Reason 3: There's more on the company's shelf
GW is beginning two phase 3 clinical trials in the U.S. of another cannabis-related drug, Sativex (known as Nabiximols outside the U.S.). The oral spray, which contains both CBD and THC, is already approved in the U.K. as a therapy for various multiple sclerosis (MS) symptoms, especially MS-related spasticity (muscle spasms or stiffness). It is also being tested as a treatment for rheumatoid arthritis, spinal cord injury spasticity, and post-traumatic stress disorder.
In addition, GW has other cannabidiol compounds in trials to treat autism, schizophrenia, and neonatal hypoxic-ischemic encephalopathy -- newborn brain damage caused by oxygen deprivation and limited blood flow.
Reason 4: It's a win-win for both companies
Despite all its growth, GW Pharmaceuticals is still losing money. Through nine months, it lost $28,981 million in net income, compared to positive net income of $15 million in the same period in 2019. That's not to say its surging revenue won't outstrip its expenses, but it hasn't yet.
Another cloud on the horizon is the company's lawsuit with Canadian cannabis giant Canopy Growth (CGC 5.67%), which is suing GW Pharmaceuticals for patent infringement, saying the British company copied Canopy's method of using carbon dioxide to extract cannabinoid. The suit was filed just before Christmas in a federal court in Waco, Texas. Even if GW Pharmaceuticals is successful in defending itself in the lawsuit, legal fees could add considerably to the company's expenses in the coming months.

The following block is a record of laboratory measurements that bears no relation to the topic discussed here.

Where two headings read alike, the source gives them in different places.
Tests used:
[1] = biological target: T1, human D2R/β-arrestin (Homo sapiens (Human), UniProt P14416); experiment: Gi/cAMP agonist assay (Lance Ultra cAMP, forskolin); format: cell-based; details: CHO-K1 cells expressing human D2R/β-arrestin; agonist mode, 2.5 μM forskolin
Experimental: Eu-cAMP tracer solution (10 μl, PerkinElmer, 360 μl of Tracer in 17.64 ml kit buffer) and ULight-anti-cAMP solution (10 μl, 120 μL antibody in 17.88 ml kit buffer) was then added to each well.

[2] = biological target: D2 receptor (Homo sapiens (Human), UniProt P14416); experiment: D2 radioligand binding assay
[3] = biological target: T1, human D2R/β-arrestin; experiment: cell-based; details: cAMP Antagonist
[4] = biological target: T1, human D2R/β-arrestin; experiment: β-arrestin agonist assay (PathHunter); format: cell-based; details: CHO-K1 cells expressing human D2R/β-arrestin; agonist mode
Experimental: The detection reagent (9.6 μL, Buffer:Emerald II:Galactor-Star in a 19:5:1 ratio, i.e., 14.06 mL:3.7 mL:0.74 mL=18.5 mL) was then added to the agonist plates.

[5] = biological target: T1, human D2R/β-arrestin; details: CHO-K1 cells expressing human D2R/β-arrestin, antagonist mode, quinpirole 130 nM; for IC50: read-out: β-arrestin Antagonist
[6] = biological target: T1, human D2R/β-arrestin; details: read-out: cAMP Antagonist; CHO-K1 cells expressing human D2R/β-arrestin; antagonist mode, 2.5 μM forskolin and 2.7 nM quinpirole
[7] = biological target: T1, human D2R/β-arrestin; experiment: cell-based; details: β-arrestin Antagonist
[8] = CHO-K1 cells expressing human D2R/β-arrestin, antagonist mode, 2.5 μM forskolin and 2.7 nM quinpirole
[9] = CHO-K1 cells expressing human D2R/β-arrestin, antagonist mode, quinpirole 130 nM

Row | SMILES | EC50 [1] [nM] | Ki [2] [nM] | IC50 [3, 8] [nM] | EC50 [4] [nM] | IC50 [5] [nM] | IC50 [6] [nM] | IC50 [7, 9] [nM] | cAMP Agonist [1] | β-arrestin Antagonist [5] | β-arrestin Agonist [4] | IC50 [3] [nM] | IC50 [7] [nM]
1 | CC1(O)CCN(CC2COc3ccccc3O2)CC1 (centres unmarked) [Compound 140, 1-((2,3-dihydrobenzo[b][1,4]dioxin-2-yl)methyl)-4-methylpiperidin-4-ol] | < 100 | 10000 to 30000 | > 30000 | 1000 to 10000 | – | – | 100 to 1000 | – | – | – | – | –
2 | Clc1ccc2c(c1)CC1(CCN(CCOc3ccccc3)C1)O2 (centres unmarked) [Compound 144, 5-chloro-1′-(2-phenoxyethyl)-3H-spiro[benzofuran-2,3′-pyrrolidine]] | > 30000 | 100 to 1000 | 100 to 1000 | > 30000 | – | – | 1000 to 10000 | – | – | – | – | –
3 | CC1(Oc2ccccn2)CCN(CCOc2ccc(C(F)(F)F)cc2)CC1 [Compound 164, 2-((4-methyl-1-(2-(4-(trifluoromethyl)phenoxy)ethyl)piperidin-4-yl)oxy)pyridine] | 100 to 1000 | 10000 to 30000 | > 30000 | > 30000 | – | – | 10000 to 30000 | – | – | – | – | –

Jazz Pharmaceutical, with a market cap of $8.42 billion, is a much larger company and has the money to devote to GW Pharmaceuticals to make it a profitable segment and deal with any short-term issues GW Pharmaceuticals may have. On top of that, there will be obvious cost savings when the companies combine, mostly by trimming redundant personnel.
Jazz is a neuroscience company and so is GW Pharmaceuticals. They just approach similar diseases with different therapies. Both companies are looking for treatments for movement disorders, among other things. Jazz's focus on oncology and sleep disorder could also be helped by GW Pharmaceutical's cannabis expertise.
Is Jazz or GW a buy today?
I think of the two, Jazz is the better buy today. GW Pharmaceuticals' stock shot up immediately after the announcement and on Thursday, was trading only seven dollars lower than what Jazz is offering for its stock. It's not likely to go any higher than that $7.
However, Jazz's stock immediately took a small hit with the announcement, as is typical when one company buys another. That provides a good short-term opportunity for investors. I think Jazz will be able to make more out of GW Pharmaceutical's pipeline and will increase its revenues and margins with the buyout. In the long run, that will bring the stock higher and it makes sense to get in now before it climbs, but only if you have cash on the sidelines and a high risk tolerance.